Gingivitis and Periodontitis
Gingivitis means inflammation of the gums or gingiva. It’s a common and mild form of gum disease that commonly occurs because a film of plaque, or bacteria, accumulates on the teeth and gumline. Gingivitis is a non-destructive type of periodontal disease, but untreated gingivitis can progress to periodontitis.
If you have gingivitis, your gums may be irritated, red, and swollen. They may bleed when you brush your teeth.
SOME COMMON CAUSES :
SIGNS AND SYMPTOMS:
Treating and preventing gingivitis is all about eliminating as much plaque from your teeth and gums as possible. Make a dental appointment as soon as possible because tartar can only be removed by a dental professional.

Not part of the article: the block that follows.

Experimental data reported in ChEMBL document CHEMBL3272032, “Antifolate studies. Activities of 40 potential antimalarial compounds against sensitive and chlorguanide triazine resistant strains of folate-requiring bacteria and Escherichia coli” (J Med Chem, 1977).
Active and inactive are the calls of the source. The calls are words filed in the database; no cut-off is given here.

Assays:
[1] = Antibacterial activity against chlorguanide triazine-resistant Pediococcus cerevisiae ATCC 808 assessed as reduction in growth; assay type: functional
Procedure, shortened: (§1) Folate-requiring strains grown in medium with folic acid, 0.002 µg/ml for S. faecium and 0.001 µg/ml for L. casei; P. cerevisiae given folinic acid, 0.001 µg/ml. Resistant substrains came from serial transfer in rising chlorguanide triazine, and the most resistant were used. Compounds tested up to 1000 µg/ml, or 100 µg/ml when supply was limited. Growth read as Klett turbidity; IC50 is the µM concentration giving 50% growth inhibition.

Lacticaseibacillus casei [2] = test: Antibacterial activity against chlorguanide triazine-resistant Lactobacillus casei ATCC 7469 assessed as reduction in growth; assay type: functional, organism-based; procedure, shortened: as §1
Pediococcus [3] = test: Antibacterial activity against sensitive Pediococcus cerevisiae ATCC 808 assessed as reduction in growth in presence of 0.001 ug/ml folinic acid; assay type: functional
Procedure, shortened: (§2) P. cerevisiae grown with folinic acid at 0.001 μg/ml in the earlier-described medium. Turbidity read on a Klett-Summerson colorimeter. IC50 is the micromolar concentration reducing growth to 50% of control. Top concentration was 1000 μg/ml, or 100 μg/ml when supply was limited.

If you don’t take care of your gingivitis, it can lead to periodontal disease, or periodontitis, a long-term gum condition that damages the tissue and bone that support your teeth. If you have periodontitis, your gums may become inflamed and infected and pull away from the roots of your teeth. When your gums bleed easily, it could be a sign of periodontal disease. Your teeth may get loose or separate. You could also get bad breath, a bad taste in your mouth, a change in how your teeth fit together when you bite, and red, swollen, tender gums.
So if you don’t treat periodontal disease, you can lose some of your teeth.
Bacteria in the mouth infect tissue surrounding the tooth, causing inflammation around the tooth leading to periodontal disease. When bacteria stay on the teeth long enough, they form a film called plaque, which eventually hardens to tartar, also called calculus.